Mental Health Coverage Is Lacking Among Workplace Health Plans
Abortion aside, other poll questions focused on coverage of mental health and substance abuse provided under employer-sponsored health plans.
The researchers learned that while at least 88% of larger companies with 200 or more employees report that their networks offer their employees timely access to primary care doctors, only 59% and 58% percent, respectively, contend that they have timely access to mental health or substance abuse services through their health plans.
This has reportedly led to 18% of large firms polled proactively taking steps to amplify the number of mental health providers within the insurance plans they offer their employees.
One additional mental health-related data point that stands out is that at least 21% of larger companies polled say that their plan places restrictions on emotional and behavioral health services, which the study authors highlight could affect employees’ access to proper care if they have long-term needs.
Statistics Regarding Employer-Sponsored Health Insurance
Researchers learned that an ever-increasing number of employers are offering coverage even though they are not required to offer health insurance by law since they have under 50 full-time employees. Employers with the following amount of employees offer coverage at the following rates:
- 3 to 9 workers: 42% of firms offer health plans to at least some workers
- 10 to 199 employees: 83% have access to a health plan
- Over 200 workers: Nearly all offer insurance
Another interesting statistic is that of the firms offering health coverage, 91% offer dental and 82% offer vision insurance, respectively. These percentages mark 46% and 17% increases in what employers were providing in 2010. Only 26% of companies currently offer long-term disability coverage.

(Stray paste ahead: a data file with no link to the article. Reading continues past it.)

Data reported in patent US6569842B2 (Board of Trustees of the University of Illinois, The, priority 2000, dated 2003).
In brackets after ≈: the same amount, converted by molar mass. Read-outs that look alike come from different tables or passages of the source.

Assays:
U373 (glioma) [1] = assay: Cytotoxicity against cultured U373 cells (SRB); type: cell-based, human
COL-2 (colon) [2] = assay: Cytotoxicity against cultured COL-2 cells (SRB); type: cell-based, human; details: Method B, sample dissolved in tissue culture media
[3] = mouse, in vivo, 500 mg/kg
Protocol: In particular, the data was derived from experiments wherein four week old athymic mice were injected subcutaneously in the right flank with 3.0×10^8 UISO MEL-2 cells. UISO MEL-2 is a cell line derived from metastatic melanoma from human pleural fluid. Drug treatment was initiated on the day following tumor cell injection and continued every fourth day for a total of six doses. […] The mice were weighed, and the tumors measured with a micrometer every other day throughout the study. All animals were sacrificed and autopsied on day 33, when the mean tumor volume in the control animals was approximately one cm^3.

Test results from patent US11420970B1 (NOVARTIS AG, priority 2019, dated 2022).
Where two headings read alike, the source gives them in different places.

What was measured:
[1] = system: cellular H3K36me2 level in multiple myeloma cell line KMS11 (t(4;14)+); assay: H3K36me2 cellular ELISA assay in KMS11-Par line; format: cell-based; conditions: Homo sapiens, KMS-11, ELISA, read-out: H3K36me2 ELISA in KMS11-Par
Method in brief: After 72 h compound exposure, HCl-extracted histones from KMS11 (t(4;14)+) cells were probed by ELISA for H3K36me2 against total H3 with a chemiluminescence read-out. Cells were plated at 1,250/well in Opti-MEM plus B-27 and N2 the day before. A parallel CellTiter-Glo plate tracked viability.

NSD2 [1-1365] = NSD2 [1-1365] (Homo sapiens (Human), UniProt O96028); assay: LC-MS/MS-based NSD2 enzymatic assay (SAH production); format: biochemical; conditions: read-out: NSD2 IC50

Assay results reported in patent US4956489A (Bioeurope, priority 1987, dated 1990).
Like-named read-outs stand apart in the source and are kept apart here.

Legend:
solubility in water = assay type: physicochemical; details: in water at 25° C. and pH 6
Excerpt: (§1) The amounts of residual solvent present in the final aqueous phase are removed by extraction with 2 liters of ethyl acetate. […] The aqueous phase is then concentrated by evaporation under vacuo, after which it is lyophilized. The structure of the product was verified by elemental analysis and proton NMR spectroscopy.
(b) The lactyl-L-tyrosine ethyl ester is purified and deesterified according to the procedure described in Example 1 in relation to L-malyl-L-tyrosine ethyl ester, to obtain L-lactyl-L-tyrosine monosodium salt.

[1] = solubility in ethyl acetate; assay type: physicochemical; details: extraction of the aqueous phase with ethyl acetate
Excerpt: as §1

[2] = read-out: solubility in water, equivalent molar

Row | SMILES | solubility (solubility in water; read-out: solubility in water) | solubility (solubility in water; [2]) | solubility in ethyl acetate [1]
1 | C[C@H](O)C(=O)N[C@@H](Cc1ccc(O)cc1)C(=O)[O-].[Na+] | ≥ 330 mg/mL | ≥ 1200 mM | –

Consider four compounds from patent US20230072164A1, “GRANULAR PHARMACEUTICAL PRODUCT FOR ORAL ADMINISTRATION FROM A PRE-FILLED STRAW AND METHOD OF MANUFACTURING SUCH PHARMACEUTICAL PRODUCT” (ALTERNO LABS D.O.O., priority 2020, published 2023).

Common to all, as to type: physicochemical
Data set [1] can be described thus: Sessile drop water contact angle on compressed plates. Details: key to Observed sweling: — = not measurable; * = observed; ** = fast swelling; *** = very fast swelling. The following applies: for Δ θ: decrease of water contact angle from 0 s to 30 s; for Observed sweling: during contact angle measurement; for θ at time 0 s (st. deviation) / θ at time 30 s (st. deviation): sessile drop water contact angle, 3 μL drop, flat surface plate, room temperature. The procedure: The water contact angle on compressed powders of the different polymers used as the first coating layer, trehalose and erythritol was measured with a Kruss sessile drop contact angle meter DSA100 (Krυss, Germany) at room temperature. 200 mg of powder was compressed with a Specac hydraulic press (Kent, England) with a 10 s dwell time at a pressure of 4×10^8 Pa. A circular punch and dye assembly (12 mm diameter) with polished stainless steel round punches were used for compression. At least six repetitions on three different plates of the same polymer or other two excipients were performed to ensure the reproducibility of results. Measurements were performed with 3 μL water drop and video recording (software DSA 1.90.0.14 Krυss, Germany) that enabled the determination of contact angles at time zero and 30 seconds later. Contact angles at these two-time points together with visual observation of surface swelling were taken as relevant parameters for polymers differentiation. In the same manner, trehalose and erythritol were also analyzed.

Also affecting the costs of premiums are costs for gender-affirming surgeries. At least 23% or more of firms with 200 or more workers cover these types of procedures, whereas 37% do not. At least 40% of firms polled weren’t sure if they offered this coverage. Representatives of at least 62% of companies with 5,000 or more employees polled contend that they only added this coverage to plans offered to employees within the past two years.
Lastly, at least 19% of firms with 200 or more workers offer employees a “center of excellence” program, which gives them access to a smaller selection of health care providers in exchange for lowering their cost-sharing expenditures. 22% of companies offering such programs introduced it within the past two years.
Of those companies with such programs in place, they focus on the following conditions and the respective rates:
- Substance abuse disorders: 28%
- Mental health: 30%
- Bariatric surgery: 31%
- Back or spine surgery: 42%
- Joint replacement: 45%
How This Data Regarding Health Insurance Impacts You
As we discussed in the introduction to this article, receiving health care is so cost-prohibitive for some at this point that even despite having a job, it’s challenging for workers to afford it. However, as you likely noted above, insurance can be quite costly, too. As the data suggests above, premiums are impacted by shifts in laws and other factors and are expected to continue increasing for the foreseeable future.
Many of us may anticipate our insurance covering our care in the future, only to find out that there are delays in processing claims and then ultimate denials.
This could further increase our expenditures on receiving medical care. While some tactics, including decisions not to pay, may be something insurers are allowed to do under the terms of your policy, it might not be the case. A health insurance disputes attorney can review the circumstances surrounding your situation to assess whether you have a claim worth pursuing in court.
Contact our firm, The Law Office of Matthew L. Sharp, to review your case and advise you of your legal options when a conflict with your health plan arises.